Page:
Thomas Glass, Mary Dunleavy, Siena Forest,
and Stephen Powell

Photo by Cory Weaver
Dinner at Eight is pleasing to listen to, but the music could not be said to approach grandeur. Visually, though, the production is dazzling. In a set designed by Alexander Dodge, a honeycomb representation of Manhattan's compression of buildings climbs both sides and the rear, and hangs from the top of the stage—the iconic spire of the Chrysler Building pointing down from the sky to the mortals below. As if to contrast the cramped multitude of structures composing New York with the opulent space afforded to the elites, massive panels with art deco patterns in hues of gold descend to create home and office settings that announce the wealth and self-importance of the lives within. Victoria Tzykun's costumes are similarly luxurious: yards of expensive fabric and trim molded into bright, sleek and silky apparel, with equal attention to hats, shoes and wraps. Robert Wierzel (lighting) and Kevin Springer (sound) add their stamps to the fantastic production design.

All of the performers serve the story terrifically, with not a weak link among them. Mary Dunleavy brings a soaring soprano to central role of Millicent Jordan, brandishing the irony of her strong, beautiful voice applied to her shallow, self-absorbed concerns. She is well matched by Stephen Powell as Oliver Jordan, using his powerful baritone to keep at bay the failures of both the financial system and his own body. Noted soprano Brenda Harris has been much applauded in past roles with Minnesota Opera; as Carlotta Vance, her lush voice and comic flair bring out the sauciness and frayed dignity of a world-wise grand dame.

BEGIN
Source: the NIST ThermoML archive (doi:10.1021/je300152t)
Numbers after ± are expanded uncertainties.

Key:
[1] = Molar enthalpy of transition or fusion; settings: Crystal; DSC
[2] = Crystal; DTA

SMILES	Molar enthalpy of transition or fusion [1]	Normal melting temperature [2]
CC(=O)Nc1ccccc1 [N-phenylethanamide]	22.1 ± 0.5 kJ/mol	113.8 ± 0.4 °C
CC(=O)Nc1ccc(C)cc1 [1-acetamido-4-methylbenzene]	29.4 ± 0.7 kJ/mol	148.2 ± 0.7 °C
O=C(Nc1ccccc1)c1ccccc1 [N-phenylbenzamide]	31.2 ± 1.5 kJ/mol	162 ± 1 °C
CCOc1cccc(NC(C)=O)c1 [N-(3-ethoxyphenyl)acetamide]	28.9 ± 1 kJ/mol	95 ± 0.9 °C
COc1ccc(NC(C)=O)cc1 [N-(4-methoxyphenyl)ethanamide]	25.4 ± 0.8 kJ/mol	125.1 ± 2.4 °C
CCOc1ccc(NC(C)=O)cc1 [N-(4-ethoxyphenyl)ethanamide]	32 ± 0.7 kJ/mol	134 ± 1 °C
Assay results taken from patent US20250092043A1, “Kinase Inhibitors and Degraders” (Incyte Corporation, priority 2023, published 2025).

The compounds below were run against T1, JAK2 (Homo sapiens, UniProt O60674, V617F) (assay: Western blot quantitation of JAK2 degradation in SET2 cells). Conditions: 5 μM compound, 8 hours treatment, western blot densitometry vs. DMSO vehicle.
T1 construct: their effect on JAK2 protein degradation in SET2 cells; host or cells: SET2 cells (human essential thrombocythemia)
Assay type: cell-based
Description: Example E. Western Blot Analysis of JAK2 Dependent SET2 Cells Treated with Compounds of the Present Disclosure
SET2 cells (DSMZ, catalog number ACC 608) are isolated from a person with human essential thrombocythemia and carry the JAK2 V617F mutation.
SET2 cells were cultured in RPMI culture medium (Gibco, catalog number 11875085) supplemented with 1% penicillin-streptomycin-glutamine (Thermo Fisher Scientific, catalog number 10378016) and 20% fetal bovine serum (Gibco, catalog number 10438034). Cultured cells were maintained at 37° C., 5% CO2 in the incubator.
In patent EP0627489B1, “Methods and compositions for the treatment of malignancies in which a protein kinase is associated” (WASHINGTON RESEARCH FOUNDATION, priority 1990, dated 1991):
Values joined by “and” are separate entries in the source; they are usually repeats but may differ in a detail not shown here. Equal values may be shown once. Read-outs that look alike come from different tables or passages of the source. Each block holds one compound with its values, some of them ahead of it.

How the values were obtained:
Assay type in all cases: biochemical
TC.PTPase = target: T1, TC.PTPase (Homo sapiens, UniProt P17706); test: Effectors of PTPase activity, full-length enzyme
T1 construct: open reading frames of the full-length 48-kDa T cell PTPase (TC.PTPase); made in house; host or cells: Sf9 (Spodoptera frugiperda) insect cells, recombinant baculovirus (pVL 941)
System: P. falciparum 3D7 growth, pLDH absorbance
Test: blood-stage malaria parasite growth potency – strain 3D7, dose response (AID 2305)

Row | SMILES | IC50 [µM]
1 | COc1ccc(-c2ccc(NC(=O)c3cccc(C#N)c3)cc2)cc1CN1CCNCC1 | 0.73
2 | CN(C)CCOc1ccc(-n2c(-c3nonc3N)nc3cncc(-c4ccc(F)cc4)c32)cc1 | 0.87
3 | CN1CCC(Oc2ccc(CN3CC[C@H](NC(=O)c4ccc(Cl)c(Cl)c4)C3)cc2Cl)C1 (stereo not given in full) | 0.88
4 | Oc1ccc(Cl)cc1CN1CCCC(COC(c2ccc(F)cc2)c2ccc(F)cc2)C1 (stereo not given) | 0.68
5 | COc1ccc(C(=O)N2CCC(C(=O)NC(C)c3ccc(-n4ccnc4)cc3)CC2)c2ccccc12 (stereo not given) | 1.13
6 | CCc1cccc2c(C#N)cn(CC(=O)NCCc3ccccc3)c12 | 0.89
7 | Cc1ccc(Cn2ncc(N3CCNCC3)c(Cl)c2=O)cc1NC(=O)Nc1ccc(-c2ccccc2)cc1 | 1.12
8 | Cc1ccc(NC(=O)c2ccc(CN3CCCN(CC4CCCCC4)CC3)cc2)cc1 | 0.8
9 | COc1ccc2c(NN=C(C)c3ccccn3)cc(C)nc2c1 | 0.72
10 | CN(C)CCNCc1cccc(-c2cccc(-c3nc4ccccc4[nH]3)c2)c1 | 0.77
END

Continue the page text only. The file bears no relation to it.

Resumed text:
Susannah Biller as Kitty Packard (the Jean Harlow role in the movie) imbeds her character with sexiness and crass ambition, using her soprano to engage in hilarious and stormy arguments with baritone Craig Irvin as her hot-headed husband. Tenor Richard Troxell plays tormented Larry Renault, gripping in his pathetic submission to events spiraling out of control. Andrew Garland is suitable as Dr. Talbot, conveying with his baritone the steadiness one might seek in a doctor, but not so much of the passion of a lover. As his long suffering wife Lucy, mezzo-soprano Adriana Zabala brings unexpected beauty to her aria, torn by her husband's betrayals, yet still in love with him.

While the commission for Dinner at Eight came from Minnesota Opera, this mounting is a co-production with Wexford Festival Opera, in Ireland, and The Atlanta Opera. Following this world premiere at the Ordway Center, the production will travel to each of those sites. In keeping with the collaborative nature of this venture, David Agler, Artistic Director of Wexford Festival Opera, conducts and Tomer Zvulun, General and Artistic Director of The Atlanta Opera, serves as stage director. Both gentleman bring great talent to the Ordway, with the orchestra sounding beautiful and the fluid staging carrying the story and its multiple plotlines clearly and swiftly.